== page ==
Next up for Vista Blue: a Halloween-themed album coming out on Ratgirl and OUTLOUD! Records. And the forthcoming "Hit The Floor" will be the fruit of a recording session at the legendary Ardent Studios in Memphis. In the meantime, the band's Around the World split CD with The Barbecuties, Screaming Dogs, and Los Padrinos is now available for purchase from Radiant Radish Records. 18 reviews in, and I still haven't accidentally typed Vista Blue's name as "Vida Blue". Now that's quality control!


Friday, June 14, 2019

Duncan Reid and the Big Heads - "Kelly's Gone Insane"

How about some "heavy melody power pop punk" from the co-lead singer of one of the greatest bands of all-time? Count me in! When it comes to the pop side of original era punk rock, I put no band above The Boys except the Ramones. Forty-some years later, Boys singer/bassist Duncan Reid is again making some of the best punky power pop music out there with his current band the Big Heads. With the Big Heads, Reid has now released three LPs with a fourth in the works. The first of those albums, 2012's Little Big Head, is getting the reissue treatment on splatter vinyl with bonus tracks. To go with this reissue, the band is releasing a new 7" single with our friends Crocodile Records. The A-side is "Kelly's Gone Insane" - a track off of Little Big Head. It's backed by "Pretty Little Rachel" and "Baby Baby". The former was previously available only as a digital bonus track. The latter, to the best of my knowledge, is previously unreleased. "Kelly's Gone Insane" is one of the band's most popular numbers and was a natural choice for a single. It really highlights Reid's skills as a songwriter - as he takes very dark subject matter and still manages to turn out a song that's totally catchy and irresistible. "Pretty Little Rachel" is classic power pop in both a musical and spiritual sense, drawing from '60s pop influences and spinning a timeless tale of a man's powerlessness in the face of female beauty. "Baby Baby" might be the true gem of the lot. You can hear strains of The Boys on this track for sure, and that hook is worth its weight in gold.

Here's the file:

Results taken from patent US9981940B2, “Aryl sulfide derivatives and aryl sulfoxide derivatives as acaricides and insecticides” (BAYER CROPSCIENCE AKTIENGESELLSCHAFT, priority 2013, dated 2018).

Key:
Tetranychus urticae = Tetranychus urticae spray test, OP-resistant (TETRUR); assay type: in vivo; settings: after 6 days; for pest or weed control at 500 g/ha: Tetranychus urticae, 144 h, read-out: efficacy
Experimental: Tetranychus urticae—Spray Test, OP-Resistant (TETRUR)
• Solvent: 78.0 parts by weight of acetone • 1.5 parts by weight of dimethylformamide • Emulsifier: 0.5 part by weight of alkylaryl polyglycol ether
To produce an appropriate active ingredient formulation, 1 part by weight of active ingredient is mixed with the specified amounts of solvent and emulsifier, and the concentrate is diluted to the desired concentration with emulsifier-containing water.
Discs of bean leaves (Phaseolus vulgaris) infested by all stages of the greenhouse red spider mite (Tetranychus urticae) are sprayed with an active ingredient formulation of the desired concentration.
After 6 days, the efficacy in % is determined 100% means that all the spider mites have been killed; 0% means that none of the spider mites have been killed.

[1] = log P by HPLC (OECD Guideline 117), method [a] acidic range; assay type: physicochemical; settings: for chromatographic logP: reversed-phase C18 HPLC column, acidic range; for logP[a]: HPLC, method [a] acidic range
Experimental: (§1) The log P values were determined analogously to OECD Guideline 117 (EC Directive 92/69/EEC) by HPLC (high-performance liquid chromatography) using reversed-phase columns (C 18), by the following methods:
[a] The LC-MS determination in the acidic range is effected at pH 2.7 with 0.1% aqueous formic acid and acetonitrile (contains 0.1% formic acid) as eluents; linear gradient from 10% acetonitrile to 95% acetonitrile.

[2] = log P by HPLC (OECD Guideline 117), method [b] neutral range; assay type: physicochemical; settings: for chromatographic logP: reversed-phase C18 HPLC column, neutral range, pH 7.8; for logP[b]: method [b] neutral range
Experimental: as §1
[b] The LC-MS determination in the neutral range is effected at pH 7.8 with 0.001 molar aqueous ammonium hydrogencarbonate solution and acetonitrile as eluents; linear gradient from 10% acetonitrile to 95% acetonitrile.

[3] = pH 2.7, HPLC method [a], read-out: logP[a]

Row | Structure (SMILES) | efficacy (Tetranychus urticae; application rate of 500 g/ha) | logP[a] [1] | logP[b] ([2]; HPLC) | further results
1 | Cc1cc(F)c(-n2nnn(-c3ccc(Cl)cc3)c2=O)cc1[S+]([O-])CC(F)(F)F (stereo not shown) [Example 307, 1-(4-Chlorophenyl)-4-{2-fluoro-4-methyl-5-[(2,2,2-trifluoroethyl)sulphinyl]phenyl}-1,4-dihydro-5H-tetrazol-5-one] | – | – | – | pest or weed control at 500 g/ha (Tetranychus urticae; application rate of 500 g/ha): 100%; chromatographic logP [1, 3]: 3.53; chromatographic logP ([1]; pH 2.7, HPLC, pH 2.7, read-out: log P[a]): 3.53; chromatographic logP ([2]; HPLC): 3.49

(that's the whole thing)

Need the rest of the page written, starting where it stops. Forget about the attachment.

The mere fact that Duncan Reid is still making music in the 2010s is a wonderful thing. What's even better is that he's making music of exceptional quality. This is one of the legends of power pop leaning punk (or vice versa), and he has not strayed far from his wheelhouse. Perhaps at this point it's a little less punk and a little more power pop. But isn't that where The Boys were already headed by the turn of the '80s? If you are a fan of The Boys or just great melody-driven pop in general, "Kelly's Gone Insane" makes for a fine introduction to Duncan Reid and the Big Heads. It officially releases Monday and will be limited to just 300 copies. This one will move fast, so be sure to hit up Crocodile Records on Facebook for ordering information!


Wednesday, June 12, 2019

The Prozacs - Ambivalence

Ambivalence is the title of the album, but J Prozac is clearly anything but ambivalent about his devotion to pop-punk. Supported by a revolving cast of players, he has kept The Prozacs going strong for now nearly 20 years. The Prozacs were always that band that bridged the gap between pop-punk's Lookout!/Mutant Pop salad days and the genre's recent run of unprecedented glory. In fact, you will now find The Prozacs label mates with the likes of Jagger Holly, Black Russians, and Radio Buzzkills - the best of the best of pop-punk's new generation. Ambivalence is the Prozacs' fifth album - but only their second of this decade. In recent years, Jay has branched out with an absolutely wonderful solo album and other projects like Stiletto Bomb and Doubtfire. Ambivalence finds him channeling some of that artistic growth into The Prozacs brand while still remaining ever faithful to the pop-punk music he so dearly loves.

Ambivalence is the first Prozacs album to feature longtime drummer Jimmy Craig. It would not exist without a great amount of perseverance on the part of J Prozac. This record took nearly a year to record and required the contributions of three different bass players. Yet the band powered through and ultimately produced what is probably its best album in a very long time. Opening cut "Rocking Out" celebrates the pursuit of playing punk rock for the sheer love of it - and it's really a statement about where The Prozacs are at this point. The group sounds energized, fully committed, and more than happy to be standing side by a side with a great new generation of bands it helped to inspire. Then suddenly the band tears into "Outta My Face" - almost certainly the "angriest" sounding Prozacs song I've ever heard. It's the kind of song you can only really pull off with an absolute killer manning the drum kit - and Craig is more than up to the task! Two songs in, and it's firmly established that this will not be one of those pop-punk albums where every song sounds the same. J Prozac, after all of these years in the game, has plenty of tricks up his sleeve. "Party's Over" proves that the Screeching Weasel songwriting formula can still yield fantastic tunes. The deceptively upbeat "Out of Time" is a sing-along anthem for our doomed world. "Wishing & Waiting" is thoughtful, sincere, and a fine example of the kind of song an adult pop-punk musician should aspire to write. "Lost In The Waves" is the latest case of J Prozac knowing how to end a record in style. It's a quasi-instrumental that blends pop-punk and surf in a very unique way. And while many of the songs on Ambivalence rail against the hardships and frustrations we encounter as we try to make it through day-to-day life, this song finds the album circling back to the optimistic note on which it began.